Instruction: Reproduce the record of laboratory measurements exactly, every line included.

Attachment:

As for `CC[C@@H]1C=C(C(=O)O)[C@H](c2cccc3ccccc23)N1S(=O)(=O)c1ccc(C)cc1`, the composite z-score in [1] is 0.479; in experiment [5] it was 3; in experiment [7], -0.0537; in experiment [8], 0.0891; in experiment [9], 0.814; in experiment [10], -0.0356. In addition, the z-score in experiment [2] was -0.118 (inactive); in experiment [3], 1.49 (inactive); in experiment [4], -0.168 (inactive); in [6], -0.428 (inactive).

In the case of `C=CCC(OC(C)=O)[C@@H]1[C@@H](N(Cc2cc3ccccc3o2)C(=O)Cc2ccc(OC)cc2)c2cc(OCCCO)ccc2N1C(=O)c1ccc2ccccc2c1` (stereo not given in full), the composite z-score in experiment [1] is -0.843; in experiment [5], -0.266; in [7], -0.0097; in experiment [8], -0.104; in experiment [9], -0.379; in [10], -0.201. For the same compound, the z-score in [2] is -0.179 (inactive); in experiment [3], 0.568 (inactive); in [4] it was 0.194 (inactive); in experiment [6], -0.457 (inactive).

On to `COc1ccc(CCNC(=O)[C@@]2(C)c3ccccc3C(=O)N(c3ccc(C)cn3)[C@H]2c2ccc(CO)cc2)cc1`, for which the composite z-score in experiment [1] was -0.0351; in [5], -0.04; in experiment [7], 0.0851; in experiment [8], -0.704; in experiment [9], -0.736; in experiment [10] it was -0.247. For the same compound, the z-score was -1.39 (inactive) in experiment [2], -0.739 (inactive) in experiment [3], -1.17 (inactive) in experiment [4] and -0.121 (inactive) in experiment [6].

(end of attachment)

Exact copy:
As for `CC[C@@H]1C=C(C(=O)O)[C@H](c2cccc3ccccc23)N1S(=O)(=O)c1ccc(C)cc1`, the composite z-score in [1] is 0.479; in experiment [5] it was 3; in experiment [7], -0.0537; in experiment [8], 0.0891; in experiment [9], 0.814; in experiment [10], -0.0356. In addition, the z-score in experiment [2] was -0.118 (inactive); in experiment [3], 1.49 (inactive); in experiment [4], -0.168 (inactive); in [6], -0.428 (inactive).

In the case of `C=CCC(OC(C)=O)[C@@H]1[C@@H](N(Cc2cc3ccccc3o2)C(=O)Cc2ccc(OC)cc2)c2cc(OCCCO)ccc2N1C(=O)c1ccc2ccccc2c1` (stereo not given in full), the composite z-score in experiment [1] is -0.843; in experiment [5], -0.266; in [7], -0.0097; in experiment [8], -0.104; in experiment [9], -0.379; in [10], -0.201. For the same compound, the z-score in [2] is -0.179 (inactive); in experiment [3], 0.568 (inactive); in [4] it was 0.194 (inactive); in experiment [6], -0.457 (inactive).

On to `COc1ccc(CCNC(=O)[C@@]2(C)c3ccccc3C(=O)N(c3ccc(C)cn3)[C@H]2c2ccc(CO)cc2)cc1`, for which the composite z-score in experiment [1] was -0.0351; in [5], -0.04; in experiment [7], 0.0851; in experiment [8], -0.704; in experiment [9], -0.736; in experiment [10] it was -0.247. For the same compound, the z-score was -1.39 (inactive) in experiment [2], -0.739 (inactive) in experiment [3], -1.17 (inactive) in experiment [4] and -0.121 (inactive) in experiment [6].